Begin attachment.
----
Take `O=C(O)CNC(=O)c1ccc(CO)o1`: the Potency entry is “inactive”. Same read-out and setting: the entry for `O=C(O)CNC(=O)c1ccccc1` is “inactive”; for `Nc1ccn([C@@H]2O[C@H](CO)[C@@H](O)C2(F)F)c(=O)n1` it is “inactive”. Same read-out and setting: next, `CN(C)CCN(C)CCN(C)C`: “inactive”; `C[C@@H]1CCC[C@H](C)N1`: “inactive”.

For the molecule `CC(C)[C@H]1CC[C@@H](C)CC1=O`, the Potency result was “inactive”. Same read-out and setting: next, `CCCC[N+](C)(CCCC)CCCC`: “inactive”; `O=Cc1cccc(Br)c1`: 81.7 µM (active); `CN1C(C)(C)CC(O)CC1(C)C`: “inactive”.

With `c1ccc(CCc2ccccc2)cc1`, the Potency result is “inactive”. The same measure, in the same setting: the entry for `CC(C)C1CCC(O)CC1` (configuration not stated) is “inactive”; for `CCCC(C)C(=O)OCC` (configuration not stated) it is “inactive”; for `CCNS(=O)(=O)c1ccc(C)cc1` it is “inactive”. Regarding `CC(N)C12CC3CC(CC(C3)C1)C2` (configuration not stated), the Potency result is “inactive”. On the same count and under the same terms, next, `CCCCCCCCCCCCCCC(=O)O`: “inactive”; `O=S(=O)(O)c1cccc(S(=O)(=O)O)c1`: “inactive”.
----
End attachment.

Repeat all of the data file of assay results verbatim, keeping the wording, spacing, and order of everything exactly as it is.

Take `O=C(O)CNC(=O)c1ccc(CO)o1`: the Potency entry is “inactive”. Same read-out and setting: the entry for `O=C(O)CNC(=O)c1ccccc1` is “inactive”; for `Nc1ccn([C@@H]2O[C@H](CO)[C@@H](O)C2(F)F)c(=O)n1` it is “inactive”. Same read-out and setting: next, `CN(C)CCN(C)CCN(C)C`: “inactive”; `C[C@@H]1CCC[C@H](C)N1`: “inactive”.

For the molecule `CC(C)[C@H]1CC[C@@H](C)CC1=O`, the Potency result was “inactive”. Same read-out and setting: next, `CCCC[N+](C)(CCCC)CCCC`: “inactive”; `O=Cc1cccc(Br)c1`: 81.7 µM (active); `CN1C(C)(C)CC(O)CC1(C)C`: “inactive”.

With `c1ccc(CCc2ccccc2)cc1`, the Potency result is “inactive”. The same measure, in the same setting: the entry for `CC(C)C1CCC(O)CC1` (configuration not stated) is “inactive”; for `CCCC(C)C(=O)OCC` (configuration not stated) it is “inactive”; for `CCNS(=O)(=O)c1ccc(C)cc1` it is “inactive”. Regarding `CC(N)C12CC3CC(CC(C3)C1)C2` (configuration not stated), the Potency result is “inactive”. On the same count and under the same terms, next, `CCCCCCCCCCCCCCC(=O)O`: “inactive”; `O=S(=O)(O)c1cccc(S(=O)(=O)O)c1`: “inactive”.